McCarley objected to some of the Hidden Valley residents on Monday. He said their claim of violating the Civil Rights Act is based on a clause that has since been struck down by the Supreme Court. He added that, no matter what, some districts that sit on the border of districts will have to be moved.

Maps B and C, while they would move Hidden Valley into a historically white district, would not substantially dilute the overall Black population of District 4.

Malcolm Graham, the chair of the council’s Redistricting Ad Hoc Committee, told the concerned residents that Black voters would be poised to elect Black leaders in districts 2, 3 and 4. He added that District 1 is likely to have an open seat during the next election, and that a savvy resident with political ambition could make a successful run by organizing the voters there.

“There is no intention to disenfranchise anyone,” he said. “There is no intention to suppress anyone’s vote.”

Factors of redistricting

In addition to balancing population, officials must meet other criteria.

Courts have ruled, for example, that districts should be “reasonably compact.” This distinction is meant to make gerrymandering — the process of redrawing maps to benefit one political party — more difficult.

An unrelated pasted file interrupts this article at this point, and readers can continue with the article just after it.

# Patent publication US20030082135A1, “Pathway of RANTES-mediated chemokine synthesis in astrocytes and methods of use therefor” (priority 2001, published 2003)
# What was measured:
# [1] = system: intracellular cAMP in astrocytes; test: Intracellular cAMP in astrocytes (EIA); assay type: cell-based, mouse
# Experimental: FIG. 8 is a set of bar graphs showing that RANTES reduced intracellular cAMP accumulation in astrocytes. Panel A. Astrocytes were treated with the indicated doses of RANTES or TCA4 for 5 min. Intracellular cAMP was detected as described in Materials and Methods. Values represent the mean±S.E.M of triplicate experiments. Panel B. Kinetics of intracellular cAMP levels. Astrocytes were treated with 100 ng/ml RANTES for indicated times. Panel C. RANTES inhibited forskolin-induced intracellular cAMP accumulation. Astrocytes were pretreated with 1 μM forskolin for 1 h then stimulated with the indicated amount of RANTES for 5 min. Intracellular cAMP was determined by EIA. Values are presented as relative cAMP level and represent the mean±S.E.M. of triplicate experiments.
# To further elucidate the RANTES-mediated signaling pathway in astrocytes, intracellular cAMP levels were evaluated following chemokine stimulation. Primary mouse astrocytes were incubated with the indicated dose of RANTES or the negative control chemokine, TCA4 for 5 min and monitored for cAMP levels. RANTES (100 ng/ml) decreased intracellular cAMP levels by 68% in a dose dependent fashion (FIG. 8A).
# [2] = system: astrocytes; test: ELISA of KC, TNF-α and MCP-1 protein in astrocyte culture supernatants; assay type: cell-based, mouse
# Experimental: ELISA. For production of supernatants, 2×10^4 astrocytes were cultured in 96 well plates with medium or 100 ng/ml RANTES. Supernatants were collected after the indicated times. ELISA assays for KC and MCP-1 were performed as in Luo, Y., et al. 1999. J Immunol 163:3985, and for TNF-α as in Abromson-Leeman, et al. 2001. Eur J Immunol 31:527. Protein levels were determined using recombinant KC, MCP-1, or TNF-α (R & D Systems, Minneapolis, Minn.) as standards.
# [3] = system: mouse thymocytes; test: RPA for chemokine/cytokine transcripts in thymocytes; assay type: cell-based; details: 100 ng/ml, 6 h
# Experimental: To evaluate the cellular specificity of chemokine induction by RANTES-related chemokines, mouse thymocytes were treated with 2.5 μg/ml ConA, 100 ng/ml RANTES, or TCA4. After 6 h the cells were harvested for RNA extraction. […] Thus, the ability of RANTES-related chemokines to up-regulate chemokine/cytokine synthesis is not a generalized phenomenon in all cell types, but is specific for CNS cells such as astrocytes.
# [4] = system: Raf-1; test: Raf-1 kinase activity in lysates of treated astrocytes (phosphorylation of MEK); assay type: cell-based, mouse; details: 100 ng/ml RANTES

The council previously voted to not consider partisanship when redrawing its maps, though partisan demographics have been noted by the council in each of its new possible maps. Courts have ruled that they can consider the racial makeup of districts, but that race should not be the predominant factor.

They can also take into account the growth rate of districts.

District 3, in west Charlotte, grew to nearly 141,000 residents over the past decade, while Districts 1 and 6 have fewer than 115,000 residents. To be equal, each district would have close to 125,000 residents. Districts, by law, must be within 5% of that ideal district size.

The reason this matters is because governments are constitutionally obligated to hold a “one person one vote” standard, McCarley said.

If districts are too large, a person’s vote is less consequential than it would be in a smaller district.

Five of the city’s seven districts are outside that 5% range.

The council is also aiming to avoid splitting up neighborhoods between multiple districts.

The City Council is made up of seven district representatives, as well as four at-large members. There are currently two Republican members, both representing districts in the southern wedge of the city.

But even those districts are not solidly Republican.

In District 6, 30.7% of registered voters are Republican, 31.2% are Democrats and 38.1% are unaffiliated or belong to smaller parties.

In District 7, 32.7% are Republicans, 27.2% are Democrats and 40.1% unaffiliated.

Of the other five districts, the highest Republican registration is 16%. Republican registration citywide is 18.7%.

New districts will be in place for the next decade. The city is legally obligated to submit its final redistricting plan to the Mecklenburg County Board of Elections by Nov. 17. It plans to meet again to discuss its options and take a vote next month.